Wikipedia is not perfect, but then, neither is Britannica. Both of them are, on average, equally accurate. But Wikipedia, available anywhere, at any time, through any connection to the Internet, has a reach and influence Britannica could never hope to achieve. As a child, I read through a copy of the World Book Encyclopedia, cover to cover, all twenty volumes digested over a year’s time; a child today could never hope to read all the articles in Wikipedia: new ones are created in such numbers that they’d always be falling behind.
In Wikipedia we have the standard factual reference in the English language. What has this given us? It all depends on how you use it. A secondary school student might use Wikipedia – against teacher’s strict instructions – to write a paper. Or we might settle a trivia dispute that arises at a dinner party.
If we were smart, we’d use the factual information in Wikipedia to make better decisions. In truth, we have such a wealth of knowledge available to us in Wikipedia that we should think of it as a part of our brains that sits just outside our heads. If we used it – consistently – as a reference, we’d make fewer mistakes, because, as the old saw (from Mark Twain) goes, “It’s not what you don’t know – it’s what you know that ain’t so!” For all of the factual questions of our lives, we have now have the answers. We just need to put those answers to work.
If we leverage the wealth of knowledge and expertise that once sat securely locked away in our heads, knowledge which we are now able to share with one another, we can increase our own intelligence. We can consistently make better decisions. We can improve our effectiveness, both as individuals and in groups.
This basic innovation – the most significant of the 21st century – has enormous implications for organizations of all sorts. Organizations thrive on information and knowledge. Every trade, from the most physical to the most abstract, relies upon the expertise of those who practice it. We apprentice young people so that this knowledge is passed along, or we send them to uni and post-graduate studies. We can accelerate and improve this transmission of knowledge with the technologies of sharing. Sometimes text is the best medium for sharing knowledge, but video or audio or animations or photographs often work far more effectively. You can go to Wikipedia to learn about the history of baking, but you have to go to YouTube if you want to learn how to bake a cake.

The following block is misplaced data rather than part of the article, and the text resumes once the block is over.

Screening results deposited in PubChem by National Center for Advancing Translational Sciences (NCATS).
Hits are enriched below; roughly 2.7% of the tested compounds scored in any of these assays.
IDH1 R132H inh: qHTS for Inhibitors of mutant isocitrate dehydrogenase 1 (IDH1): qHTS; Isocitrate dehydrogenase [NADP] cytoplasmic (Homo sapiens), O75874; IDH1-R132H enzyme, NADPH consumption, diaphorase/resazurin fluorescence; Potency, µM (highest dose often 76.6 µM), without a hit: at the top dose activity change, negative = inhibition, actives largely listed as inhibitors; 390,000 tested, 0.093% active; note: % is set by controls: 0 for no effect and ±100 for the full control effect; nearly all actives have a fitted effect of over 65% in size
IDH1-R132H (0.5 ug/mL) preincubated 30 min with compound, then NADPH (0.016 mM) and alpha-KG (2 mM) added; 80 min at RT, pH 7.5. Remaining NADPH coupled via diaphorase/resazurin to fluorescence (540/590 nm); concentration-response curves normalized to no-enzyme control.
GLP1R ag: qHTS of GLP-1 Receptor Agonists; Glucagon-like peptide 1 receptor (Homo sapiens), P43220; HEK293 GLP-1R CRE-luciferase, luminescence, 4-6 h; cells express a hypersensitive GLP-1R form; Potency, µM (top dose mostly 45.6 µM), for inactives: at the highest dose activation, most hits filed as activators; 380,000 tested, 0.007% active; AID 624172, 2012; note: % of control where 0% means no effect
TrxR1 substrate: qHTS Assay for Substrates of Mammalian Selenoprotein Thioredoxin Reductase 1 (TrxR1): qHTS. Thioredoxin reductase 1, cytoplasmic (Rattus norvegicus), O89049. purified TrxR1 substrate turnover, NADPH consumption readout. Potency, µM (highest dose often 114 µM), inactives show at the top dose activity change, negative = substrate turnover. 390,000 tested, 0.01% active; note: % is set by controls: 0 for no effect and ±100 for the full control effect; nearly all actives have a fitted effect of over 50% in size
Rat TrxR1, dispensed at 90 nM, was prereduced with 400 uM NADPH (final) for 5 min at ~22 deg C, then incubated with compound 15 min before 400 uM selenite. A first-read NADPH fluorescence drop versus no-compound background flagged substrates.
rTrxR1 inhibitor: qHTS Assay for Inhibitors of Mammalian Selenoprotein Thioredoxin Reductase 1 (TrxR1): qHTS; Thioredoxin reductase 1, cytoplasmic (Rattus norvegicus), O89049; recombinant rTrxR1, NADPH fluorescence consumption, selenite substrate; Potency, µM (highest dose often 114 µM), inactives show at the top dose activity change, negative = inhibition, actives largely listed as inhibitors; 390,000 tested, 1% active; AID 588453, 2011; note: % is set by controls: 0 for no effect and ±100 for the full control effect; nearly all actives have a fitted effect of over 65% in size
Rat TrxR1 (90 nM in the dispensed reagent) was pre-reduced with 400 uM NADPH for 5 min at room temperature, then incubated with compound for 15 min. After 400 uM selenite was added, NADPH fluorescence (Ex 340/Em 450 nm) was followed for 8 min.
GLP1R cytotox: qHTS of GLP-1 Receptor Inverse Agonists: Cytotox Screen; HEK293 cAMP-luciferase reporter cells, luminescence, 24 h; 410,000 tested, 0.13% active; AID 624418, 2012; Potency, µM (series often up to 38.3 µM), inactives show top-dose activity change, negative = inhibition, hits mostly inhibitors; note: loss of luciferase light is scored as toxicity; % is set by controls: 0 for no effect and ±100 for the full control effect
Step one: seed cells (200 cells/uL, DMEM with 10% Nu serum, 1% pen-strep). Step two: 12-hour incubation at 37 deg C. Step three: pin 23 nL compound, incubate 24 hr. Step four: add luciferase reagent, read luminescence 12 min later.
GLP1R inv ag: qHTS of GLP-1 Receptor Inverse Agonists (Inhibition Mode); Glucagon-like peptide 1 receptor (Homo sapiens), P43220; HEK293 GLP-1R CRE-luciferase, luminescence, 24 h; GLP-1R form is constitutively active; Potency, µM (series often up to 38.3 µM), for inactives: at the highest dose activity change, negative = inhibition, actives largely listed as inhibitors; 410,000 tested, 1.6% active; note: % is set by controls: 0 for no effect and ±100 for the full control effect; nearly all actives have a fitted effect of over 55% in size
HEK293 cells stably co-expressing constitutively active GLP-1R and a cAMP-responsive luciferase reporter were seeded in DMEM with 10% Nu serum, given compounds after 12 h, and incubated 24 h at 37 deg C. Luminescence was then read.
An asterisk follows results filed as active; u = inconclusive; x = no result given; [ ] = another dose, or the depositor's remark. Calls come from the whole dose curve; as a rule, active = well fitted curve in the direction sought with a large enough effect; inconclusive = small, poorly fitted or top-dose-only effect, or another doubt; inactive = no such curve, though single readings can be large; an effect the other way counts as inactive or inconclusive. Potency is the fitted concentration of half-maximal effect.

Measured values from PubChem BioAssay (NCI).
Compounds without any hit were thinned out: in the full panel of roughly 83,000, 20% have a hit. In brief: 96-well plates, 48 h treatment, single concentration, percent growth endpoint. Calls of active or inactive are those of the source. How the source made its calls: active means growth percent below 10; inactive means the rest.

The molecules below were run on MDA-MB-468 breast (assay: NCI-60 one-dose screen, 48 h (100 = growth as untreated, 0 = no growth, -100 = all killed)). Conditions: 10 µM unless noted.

Consider the lesson of Wikipedia, and think about how it can apply to your own organization: can you improve the effectiveness of your organization’s ability to make decisions, to react quickly to a changing market, to innovate, to constantly re-invent itself? These are the challenges facing all organizations in the 21st century, in both the commercial and public sectors of the economy.
We now have proven tools that allow us to improve our effectiveness – to “hyperempower” the organization. First, you need to develop the tools which provide “hyperconnectivity” within these organizations. Once you’ve got that hyperconnectivity, you need to provide systems which allow these individuals to share their expertise and multiply their effectiveness.
It could be as simple as Twitter plus a Wiki. Just those two pieces, thrown together, can create a revolution in any organization. But, when you start adding rich media – capturing everything which can’t easily be expressed in text – you begin building up a reservoir of expertise which provides a foundation for excellence, a launchpad for a rocketship ride into hyperempowerment.
So today, as you learn about all the nifty things you can do, consider this: you already know how to put these tools to work. You use these tools every single day. They haven’t yet transformed the organization. But they will. Right now almost anything is possible. We’re at the cusp of an explosion in innovation, as we put the technologies of sharing to work. You have the tools, and your organizations need this to happen if they expect to be in business in a few years’ time. It’s up to you – all of you, here in this room today – to go down to the code mines, and make this revolution happen. You can lead the way. You can empower me. You can empower all of us.